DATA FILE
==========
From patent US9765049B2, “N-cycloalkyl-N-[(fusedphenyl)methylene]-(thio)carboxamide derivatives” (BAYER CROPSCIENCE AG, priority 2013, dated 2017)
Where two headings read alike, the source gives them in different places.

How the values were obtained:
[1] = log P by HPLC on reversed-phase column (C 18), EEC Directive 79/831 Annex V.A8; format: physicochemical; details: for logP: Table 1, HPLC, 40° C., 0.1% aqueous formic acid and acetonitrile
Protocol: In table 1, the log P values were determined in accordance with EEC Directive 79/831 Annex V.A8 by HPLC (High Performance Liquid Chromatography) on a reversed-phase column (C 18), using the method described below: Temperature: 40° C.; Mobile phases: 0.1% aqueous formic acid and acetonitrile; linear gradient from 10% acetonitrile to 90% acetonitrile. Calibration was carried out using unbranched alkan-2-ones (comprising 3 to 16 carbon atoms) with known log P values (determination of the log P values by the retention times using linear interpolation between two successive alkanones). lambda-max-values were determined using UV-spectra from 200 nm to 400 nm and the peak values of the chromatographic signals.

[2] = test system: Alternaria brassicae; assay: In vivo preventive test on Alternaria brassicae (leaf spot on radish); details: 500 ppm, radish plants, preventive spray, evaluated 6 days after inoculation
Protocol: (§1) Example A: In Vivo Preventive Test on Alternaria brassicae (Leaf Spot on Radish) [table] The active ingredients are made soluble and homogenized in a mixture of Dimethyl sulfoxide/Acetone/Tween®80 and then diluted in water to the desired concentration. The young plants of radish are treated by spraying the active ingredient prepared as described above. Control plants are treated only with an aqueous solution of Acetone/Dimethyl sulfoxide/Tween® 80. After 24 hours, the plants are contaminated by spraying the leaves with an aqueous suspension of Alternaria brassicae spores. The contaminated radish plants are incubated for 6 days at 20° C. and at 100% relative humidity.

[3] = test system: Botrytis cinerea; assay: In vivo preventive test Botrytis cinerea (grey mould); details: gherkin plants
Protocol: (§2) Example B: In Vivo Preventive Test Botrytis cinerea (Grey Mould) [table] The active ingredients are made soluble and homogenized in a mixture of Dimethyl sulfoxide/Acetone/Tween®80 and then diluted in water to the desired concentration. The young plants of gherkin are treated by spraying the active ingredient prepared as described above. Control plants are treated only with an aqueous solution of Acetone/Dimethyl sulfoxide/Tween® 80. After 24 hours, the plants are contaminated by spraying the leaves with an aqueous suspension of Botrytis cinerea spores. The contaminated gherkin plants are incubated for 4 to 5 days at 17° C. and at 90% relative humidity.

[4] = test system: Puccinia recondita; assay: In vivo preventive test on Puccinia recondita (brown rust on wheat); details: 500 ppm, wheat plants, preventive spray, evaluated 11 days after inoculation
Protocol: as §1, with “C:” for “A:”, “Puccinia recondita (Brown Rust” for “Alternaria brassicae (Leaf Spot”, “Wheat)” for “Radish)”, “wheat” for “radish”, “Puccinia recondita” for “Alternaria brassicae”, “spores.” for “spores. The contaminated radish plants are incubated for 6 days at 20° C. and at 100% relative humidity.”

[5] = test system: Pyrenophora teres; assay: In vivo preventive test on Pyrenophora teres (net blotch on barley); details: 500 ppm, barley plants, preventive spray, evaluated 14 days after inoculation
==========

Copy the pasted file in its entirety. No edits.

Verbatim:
From patent US9765049B2, “N-cycloalkyl-N-[(fusedphenyl)methylene]-(thio)carboxamide derivatives” (BAYER CROPSCIENCE AG, priority 2013, dated 2017)
Where two headings read alike, the source gives them in different places.

How the values were obtained:
[1] = log P by HPLC on reversed-phase column (C 18), EEC Directive 79/831 Annex V.A8; format: physicochemical; details: for logP: Table 1, HPLC, 40° C., 0.1% aqueous formic acid and acetonitrile
Protocol: In table 1, the log P values were determined in accordance with EEC Directive 79/831 Annex V.A8 by HPLC (High Performance Liquid Chromatography) on a reversed-phase column (C 18), using the method described below: Temperature: 40° C.; Mobile phases: 0.1% aqueous formic acid and acetonitrile; linear gradient from 10% acetonitrile to 90% acetonitrile. Calibration was carried out using unbranched alkan-2-ones (comprising 3 to 16 carbon atoms) with known log P values (determination of the log P values by the retention times using linear interpolation between two successive alkanones). lambda-max-values were determined using UV-spectra from 200 nm to 400 nm and the peak values of the chromatographic signals.

[2] = test system: Alternaria brassicae; assay: In vivo preventive test on Alternaria brassicae (leaf spot on radish); details: 500 ppm, radish plants, preventive spray, evaluated 6 days after inoculation
Protocol: (§1) Example A: In Vivo Preventive Test on Alternaria brassicae (Leaf Spot on Radish) [table] The active ingredients are made soluble and homogenized in a mixture of Dimethyl sulfoxide/Acetone/Tween®80 and then diluted in water to the desired concentration. The young plants of radish are treated by spraying the active ingredient prepared as described above. Control plants are treated only with an aqueous solution of Acetone/Dimethyl sulfoxide/Tween® 80. After 24 hours, the plants are contaminated by spraying the leaves with an aqueous suspension of Alternaria brassicae spores. The contaminated radish plants are incubated for 6 days at 20° C. and at 100% relative humidity.

[3] = test system: Botrytis cinerea; assay: In vivo preventive test Botrytis cinerea (grey mould); details: gherkin plants
Protocol: (§2) Example B: In Vivo Preventive Test Botrytis cinerea (Grey Mould) [table] The active ingredients are made soluble and homogenized in a mixture of Dimethyl sulfoxide/Acetone/Tween®80 and then diluted in water to the desired concentration. The young plants of gherkin are treated by spraying the active ingredient prepared as described above. Control plants are treated only with an aqueous solution of Acetone/Dimethyl sulfoxide/Tween® 80. After 24 hours, the plants are contaminated by spraying the leaves with an aqueous suspension of Botrytis cinerea spores. The contaminated gherkin plants are incubated for 4 to 5 days at 17° C. and at 90% relative humidity.

[4] = test system: Puccinia recondita; assay: In vivo preventive test on Puccinia recondita (brown rust on wheat); details: 500 ppm, wheat plants, preventive spray, evaluated 11 days after inoculation
Protocol: as §1, with “C:” for “A:”, “Puccinia recondita (Brown Rust” for “Alternaria brassicae (Leaf Spot”, “Wheat)” for “Radish)”, “wheat” for “radish”, “Puccinia recondita” for “Alternaria brassicae”, “spores.” for “spores. The contaminated radish plants are incubated for 6 days at 20° C. and at 100% relative humidity.”

[5] = test system: Pyrenophora teres; assay: In vivo preventive test on Pyrenophora teres (net blotch on barley); details: 500 ppm, barley plants, preventive spray, evaluated 14 days after inoculation